In case we needed any more proof of the rising tensions between the State Department and the press over this month's attack at the U.S. consulate in Benghazi, Libya, BuzzFeed gave it to us this afternoon when they published a combative email exchange between one of its reporters and a State Department spokesman that included these gems: "Why don't you give answers that aren't bullshit for a change?" (reporter to spokesman) and "by good day, I mean Fuck Off" (from spokesman to reporter).
The State Department official in question is Philippe Reines, a longtime aide to Hillary Clinton, and the reporter is Michael Hastings, perhaps best known for his 2010 Rolling Stone profile of U.S. Army Gen. Stanley McChrystal that prompted his resignation as commander of U.S. and coalition forces in Afghanistan.
You can read the full exchange over at BuzzFeed, but, in short, the exchange begins with Hastings pressing Reines about his weekend statement that called CNN's decision to report information it found in a private journal written by Ambassador Chris Stevens that it discovered at the American compound in the days after the attack "disgusting" and an "indefensible" violation of privacy. From there, things quickly got testy, with Hastings suggesting the State Department is waging a "disinformation" campaign and Reines accusing Hastings of being "needlessly antagonistic." For good measure, the two managed to pepper in a few personal shots as well. Then things really got good.
"Why don't you give answers that aren't bullshit for a change?" Hastings wrote.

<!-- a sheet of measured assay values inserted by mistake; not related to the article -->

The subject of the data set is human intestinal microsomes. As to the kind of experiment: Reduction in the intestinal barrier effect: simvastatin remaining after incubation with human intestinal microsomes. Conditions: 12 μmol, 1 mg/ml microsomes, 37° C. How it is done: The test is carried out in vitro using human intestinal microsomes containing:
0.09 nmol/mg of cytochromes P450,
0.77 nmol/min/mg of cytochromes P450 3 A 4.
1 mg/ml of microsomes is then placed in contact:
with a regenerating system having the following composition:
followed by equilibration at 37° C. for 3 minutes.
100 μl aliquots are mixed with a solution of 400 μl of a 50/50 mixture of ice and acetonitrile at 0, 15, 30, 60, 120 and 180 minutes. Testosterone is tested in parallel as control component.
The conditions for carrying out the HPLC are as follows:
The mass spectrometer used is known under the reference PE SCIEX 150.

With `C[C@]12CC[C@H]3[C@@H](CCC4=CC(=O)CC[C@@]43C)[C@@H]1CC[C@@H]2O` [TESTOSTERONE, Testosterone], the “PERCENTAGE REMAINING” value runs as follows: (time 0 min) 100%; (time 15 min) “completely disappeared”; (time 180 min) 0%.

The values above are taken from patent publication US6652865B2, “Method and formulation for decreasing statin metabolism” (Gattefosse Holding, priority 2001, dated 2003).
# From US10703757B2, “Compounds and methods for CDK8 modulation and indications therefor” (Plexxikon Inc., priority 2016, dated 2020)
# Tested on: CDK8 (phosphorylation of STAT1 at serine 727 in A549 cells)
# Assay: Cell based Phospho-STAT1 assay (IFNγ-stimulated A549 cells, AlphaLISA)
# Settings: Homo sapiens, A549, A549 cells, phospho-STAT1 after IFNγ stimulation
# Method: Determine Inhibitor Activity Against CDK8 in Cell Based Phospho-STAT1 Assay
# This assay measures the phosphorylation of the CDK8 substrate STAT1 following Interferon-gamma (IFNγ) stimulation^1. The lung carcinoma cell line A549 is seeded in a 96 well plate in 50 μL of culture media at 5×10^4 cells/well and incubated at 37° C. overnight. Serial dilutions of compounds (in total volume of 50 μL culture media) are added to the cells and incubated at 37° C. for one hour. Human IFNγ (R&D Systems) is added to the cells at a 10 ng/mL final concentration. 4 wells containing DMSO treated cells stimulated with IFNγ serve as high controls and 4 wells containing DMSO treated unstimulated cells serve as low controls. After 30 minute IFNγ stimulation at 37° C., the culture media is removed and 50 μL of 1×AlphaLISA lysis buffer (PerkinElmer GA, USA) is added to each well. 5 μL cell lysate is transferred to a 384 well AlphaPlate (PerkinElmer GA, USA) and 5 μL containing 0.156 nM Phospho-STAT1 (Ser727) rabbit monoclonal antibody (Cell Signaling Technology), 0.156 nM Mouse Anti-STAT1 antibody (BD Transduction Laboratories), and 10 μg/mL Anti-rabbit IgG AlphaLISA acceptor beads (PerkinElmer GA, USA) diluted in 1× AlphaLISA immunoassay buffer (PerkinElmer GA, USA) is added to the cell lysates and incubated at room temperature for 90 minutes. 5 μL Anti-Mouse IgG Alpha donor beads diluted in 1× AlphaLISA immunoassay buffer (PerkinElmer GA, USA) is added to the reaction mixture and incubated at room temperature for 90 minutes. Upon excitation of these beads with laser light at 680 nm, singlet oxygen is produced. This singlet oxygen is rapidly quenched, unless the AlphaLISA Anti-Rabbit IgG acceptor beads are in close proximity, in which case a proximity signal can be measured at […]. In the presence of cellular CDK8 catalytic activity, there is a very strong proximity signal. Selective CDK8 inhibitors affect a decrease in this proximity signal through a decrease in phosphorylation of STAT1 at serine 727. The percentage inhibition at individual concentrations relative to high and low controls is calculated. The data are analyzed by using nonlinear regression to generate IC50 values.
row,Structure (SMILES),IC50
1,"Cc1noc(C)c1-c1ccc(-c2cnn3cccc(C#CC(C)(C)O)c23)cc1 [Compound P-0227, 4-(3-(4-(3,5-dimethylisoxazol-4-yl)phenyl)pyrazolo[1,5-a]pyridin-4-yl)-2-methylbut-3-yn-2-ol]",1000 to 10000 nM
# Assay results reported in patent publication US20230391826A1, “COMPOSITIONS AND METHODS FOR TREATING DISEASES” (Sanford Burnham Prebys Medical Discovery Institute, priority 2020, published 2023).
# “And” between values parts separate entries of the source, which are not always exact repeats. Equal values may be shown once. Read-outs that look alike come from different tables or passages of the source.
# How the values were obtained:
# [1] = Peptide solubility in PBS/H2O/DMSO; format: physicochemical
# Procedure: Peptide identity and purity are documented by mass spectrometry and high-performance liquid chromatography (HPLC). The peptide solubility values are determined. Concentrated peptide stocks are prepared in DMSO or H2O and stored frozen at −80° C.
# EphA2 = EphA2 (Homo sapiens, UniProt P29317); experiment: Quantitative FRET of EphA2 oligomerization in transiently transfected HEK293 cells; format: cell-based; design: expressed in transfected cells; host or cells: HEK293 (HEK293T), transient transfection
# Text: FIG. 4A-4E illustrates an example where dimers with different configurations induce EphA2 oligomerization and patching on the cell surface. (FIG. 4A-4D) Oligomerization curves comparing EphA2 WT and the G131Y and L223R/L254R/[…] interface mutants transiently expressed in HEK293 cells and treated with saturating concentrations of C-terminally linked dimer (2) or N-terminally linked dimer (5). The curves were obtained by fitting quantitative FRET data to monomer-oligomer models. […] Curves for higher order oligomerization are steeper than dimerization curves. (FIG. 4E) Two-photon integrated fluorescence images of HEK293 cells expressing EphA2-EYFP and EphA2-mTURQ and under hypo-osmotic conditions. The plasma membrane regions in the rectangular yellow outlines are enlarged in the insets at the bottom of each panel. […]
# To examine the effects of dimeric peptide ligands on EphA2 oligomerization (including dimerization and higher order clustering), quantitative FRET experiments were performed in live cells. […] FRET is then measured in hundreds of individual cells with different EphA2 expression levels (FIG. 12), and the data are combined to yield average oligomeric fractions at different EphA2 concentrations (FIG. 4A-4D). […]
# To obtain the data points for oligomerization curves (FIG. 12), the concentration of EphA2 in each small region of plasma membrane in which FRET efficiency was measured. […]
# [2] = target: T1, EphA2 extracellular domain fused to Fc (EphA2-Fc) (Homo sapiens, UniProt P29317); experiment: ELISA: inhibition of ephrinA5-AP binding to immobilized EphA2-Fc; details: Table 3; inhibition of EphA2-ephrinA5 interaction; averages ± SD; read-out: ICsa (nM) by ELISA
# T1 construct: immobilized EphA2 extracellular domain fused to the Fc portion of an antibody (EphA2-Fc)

Reines countered [sic]:
I now understand why the official investigation by the Department of the Defense as reported by The Army Times The Washington Post concluded beyond a doubt that you're an unmitigated asshole.
How's that for a non-bullshit response?
Now that we've gotten that out of our systems, have a good day.
And by good day, I mean Fuck Off
(It's worth noting that early on in the exchange, Reines pretty much dares Hastings to publish his email: "And you should feel free to use every word above, in its entirety. Though I suspect you won't.")
For those who haven't been following this story closely, a quick refresher: CNN says that one of its reporters found Stevens' journal three days after the attack "on the floor of the largely unsecured consulate compound" where he was killed. The network then reached out to Stevens' family "within hours" and returned the journal to them via the State Department—but not before reading and transcribing the journal, which included a passage where Stevens apparently expressed worries about rising security threats in Benghazi.
Reines claims that CNN promised Stevens' family that it would not "use the diary or even allude to its existence" until they gave the network permission. The network, however, didn't stop working while waiting to hear back from the family. CNN reporters managed to confirm the details through other sources, clearing the way for Anderson Cooper to report Stevens' fears Wednesday citing "a source familiar with Ambassador Stevens’ thinking." Then Friday, faced with questions from other media outlets about its convoluted sourcing, Cooper told his audience about the journal.
CNN has defended its decision to report the info—and many in the journalism world have likewise applauded their decision—based on the premise that Stevens' fears were newsworthy, particularly because the White House and the State Department were slow to confirm that the attack on the consulate had been the work of terrorists, something Republicans have accused the White House of doing to downplay a threat for which it was unprepared.
"Perhaps the real question here is why is the State Department now attacking the messenger," CNN said in a statement over the weekend.
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